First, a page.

Julian Stryjkowski’s typewriter

Maszyna do pisania
fot. Muzeum Historii Żydów Polskich

Prominent writer’s memorabilia donated to POLIN Museum.

Julian Stryjkowski (real name Pesach Stark) was one of most important Polish prose writers of the twentieth century. He survived World War II in the Soviet Union (Saved in the East is the extended interview he gave in the 1990s). He found about the Holocaust in 1943. As he confessed after many years, it was then that he felt Jewish again. “With what meagre force I had left, I had to erect a tombstone for the Jewish insurgents and the entire Jewish nation. I had to save from oblivion whatever could be salvaged. And so I returned to my childhood years, hidden beneath the silt of oblivion. And through a huge effort of memory I brought up this seemingly lost and forever sunk Atlantis,” he recalled of the time when starting to write Głosy w ciemności (Voices in the Dark). Subsequent books in his series of novels depicting Jewish life at the beginning of the twentieth century include Austeria, Sen Azrila (Azril’s Dream), and Echo.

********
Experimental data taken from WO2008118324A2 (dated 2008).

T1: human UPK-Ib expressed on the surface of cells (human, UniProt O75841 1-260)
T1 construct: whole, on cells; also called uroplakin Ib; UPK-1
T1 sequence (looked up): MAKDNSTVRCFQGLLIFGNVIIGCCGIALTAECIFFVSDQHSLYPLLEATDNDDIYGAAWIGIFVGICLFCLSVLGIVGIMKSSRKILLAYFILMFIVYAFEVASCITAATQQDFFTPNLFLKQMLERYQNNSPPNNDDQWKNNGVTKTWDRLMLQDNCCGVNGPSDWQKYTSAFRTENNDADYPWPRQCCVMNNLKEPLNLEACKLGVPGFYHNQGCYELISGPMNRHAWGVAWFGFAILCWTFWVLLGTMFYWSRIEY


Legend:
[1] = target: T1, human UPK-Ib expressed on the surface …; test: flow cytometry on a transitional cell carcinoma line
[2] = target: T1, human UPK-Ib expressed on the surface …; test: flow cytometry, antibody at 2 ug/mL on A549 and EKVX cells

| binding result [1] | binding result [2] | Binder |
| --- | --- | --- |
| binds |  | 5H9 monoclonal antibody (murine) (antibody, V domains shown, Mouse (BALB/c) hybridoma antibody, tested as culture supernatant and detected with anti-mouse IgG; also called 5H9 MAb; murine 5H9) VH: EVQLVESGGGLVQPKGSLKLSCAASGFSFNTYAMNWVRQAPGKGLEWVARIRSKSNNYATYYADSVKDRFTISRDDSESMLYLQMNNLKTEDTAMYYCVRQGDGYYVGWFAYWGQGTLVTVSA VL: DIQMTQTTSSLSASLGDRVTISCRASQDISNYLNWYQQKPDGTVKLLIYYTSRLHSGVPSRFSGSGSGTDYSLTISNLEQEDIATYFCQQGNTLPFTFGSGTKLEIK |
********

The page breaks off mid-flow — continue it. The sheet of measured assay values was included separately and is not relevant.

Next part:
The museum has received several items that belonged to Stryjkowski, including his Erika typewriter on which he used to type letters, a ceramic Italian desktop lamp, a beautiful wooden box for storing shaving utensils, and photographs. They were donated by his daughter-in-law Aneta Packa-Kopińska and granddaughter Hannah Stark Kopinski.  

8 August 2016 marks the twentieth anniversary of the writer’s death.